IOC sets mid-April deadline for decision on Tokyo 2020: reports

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The International Olympic Committee has given itself a month to consider postponing the event after an emergency meeting on Sunday, CBC Sports has confirmed.

Today’s announcement comes in the wake of a growing chorus of voices from international sport organizations and high-profile athletes calling for the postponement of Tokyo 2020.

Countries around the world have closed borders and enforced strict lockdowns, trying to stop the pandemic. COVID-19 has killed around 13,000 people since surfacing in China months ago.

Pressure to delay Tokyo 2020 mounted throughout the week.

On Tuesday, Canadian hockey great Hayley Wickenheiser, a member of the IOC’s Athletes Commission and a six-time Olympian, called out the IOC, saying in a statement posted on Twitter that the current crisis is bigger than any Olympics.

“I think the IOC insisting this will move ahead with such conviction is insensitive and irresponsible given the state of humanity. We don’t know what’s happening in the next 24 hours, let alone the next three months,” Wickenheiser said.

After Wickenheiser spoke out, the dominos started to fall.

In the days that followed, the IOC drew heavy criticism for not postponing the Games. USA Swimming called for a 12-month postponement — a move supported by Swimming Canada.

“Telling athletes to prepare for an Olympic Games during a global pandemic raises serious issues,” Swimming Canada CEO Ahmed El-Awadi said in a statement.

“We hold the opinions of our brothers and sisters at USA Swimming in high regard and share many of the same concerns around health and safety. That includes the safety and well-being of our athletes — both physically and mentally — and the safety of the community at large. Each day that goes by without a decision creates more stress and anxiety for our athletes, who are worried, not only about themselves, but about their communities.”

And then on Saturday, USA Track and Field said it also supported a postponement. Soon after, the Norwegian Olympic Committee echoed these sentiments, saying the Olympics should wait until the COVID-19 situation is under control.

Lacking empathy

Later on Saturday, AthletesCAN — the organization that represents all of Canada’s national team athletes — questioned the International Olympic Committee’s level of empathy, as the world deals with the COVID-19 pandemic.

CBC Sports obtained a copy of the internal email sent to all AthletesCAN members. The email raised doubts over moving forward with the Olympics, and the increasingly muddy qualifying schedule.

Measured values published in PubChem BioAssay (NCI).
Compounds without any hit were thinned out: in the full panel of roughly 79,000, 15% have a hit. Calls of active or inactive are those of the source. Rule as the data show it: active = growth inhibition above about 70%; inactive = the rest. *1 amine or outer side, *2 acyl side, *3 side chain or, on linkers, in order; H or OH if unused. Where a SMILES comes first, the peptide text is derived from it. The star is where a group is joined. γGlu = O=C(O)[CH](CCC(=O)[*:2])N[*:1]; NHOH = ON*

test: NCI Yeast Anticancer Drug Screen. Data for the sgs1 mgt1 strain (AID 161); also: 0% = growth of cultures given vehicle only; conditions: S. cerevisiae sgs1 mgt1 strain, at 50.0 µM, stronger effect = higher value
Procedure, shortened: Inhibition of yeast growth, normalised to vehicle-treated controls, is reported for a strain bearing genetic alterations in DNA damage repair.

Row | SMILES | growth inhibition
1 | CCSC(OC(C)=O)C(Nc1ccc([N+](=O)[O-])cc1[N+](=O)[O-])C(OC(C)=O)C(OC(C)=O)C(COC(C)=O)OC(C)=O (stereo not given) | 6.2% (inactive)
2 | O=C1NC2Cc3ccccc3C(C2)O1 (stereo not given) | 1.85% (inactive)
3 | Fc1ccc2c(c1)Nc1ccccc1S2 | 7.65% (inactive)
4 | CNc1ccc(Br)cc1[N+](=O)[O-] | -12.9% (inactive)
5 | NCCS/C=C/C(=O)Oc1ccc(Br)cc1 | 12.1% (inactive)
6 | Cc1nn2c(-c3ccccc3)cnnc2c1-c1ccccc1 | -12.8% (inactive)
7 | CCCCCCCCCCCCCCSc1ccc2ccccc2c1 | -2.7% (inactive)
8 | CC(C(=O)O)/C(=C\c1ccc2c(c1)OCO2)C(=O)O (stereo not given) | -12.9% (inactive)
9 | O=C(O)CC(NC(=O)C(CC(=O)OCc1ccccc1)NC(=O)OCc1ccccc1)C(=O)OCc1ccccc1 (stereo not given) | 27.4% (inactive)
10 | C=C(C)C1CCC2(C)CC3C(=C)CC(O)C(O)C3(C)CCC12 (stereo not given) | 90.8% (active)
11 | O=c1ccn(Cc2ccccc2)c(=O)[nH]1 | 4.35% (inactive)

“While we desperately want to believe that health and safety of all involved in the Games is the utmost priority for the IOC, IPC (International Paralympic Committee) and TOC (Tokyo Organizing Committee), at times, the communication has lacked empathy in recognizing athletes as humans first, and athletes second,” AthletesCAN wrote.

With only 57 per cent of Olympics spots currently decided, and qualifying events continuing to be cancelled, Canadian athletes remain in limbo. Anxiety over the unknown was reaching a fever-pitch. The internal letter suggested athletes are torn.

The organization says they understand that “athletes are currently in a very unpredictable and difficult position, especially as workout facilities and training centres around the country have been forced to close.”

The IOC made a number of calls on Wednesday to reassure jittery partners, including one with more than 200 athlete-representatives from around the world.

“It was constructive in a way that everybody realized that we have still more than four months to go and we will address this action,” said IOC president Thomas Bach.

“We said we were going to continue to be very realistic in our analysis.”

Bach said the IOC will continue to push toward Tokyo while “safeguarding the health of the athletes and contributing to the containment of the virus.”

Throughout all of this, Bach has been adamant that cancelling the Olympics is not an option.

“A cancellation of the Games would be the least fair solution. A cancellation would destroy the Olympic dream of 11,000 athletes of 206 Olympic committees,” Bach told Germany’s SWR broadcaster.



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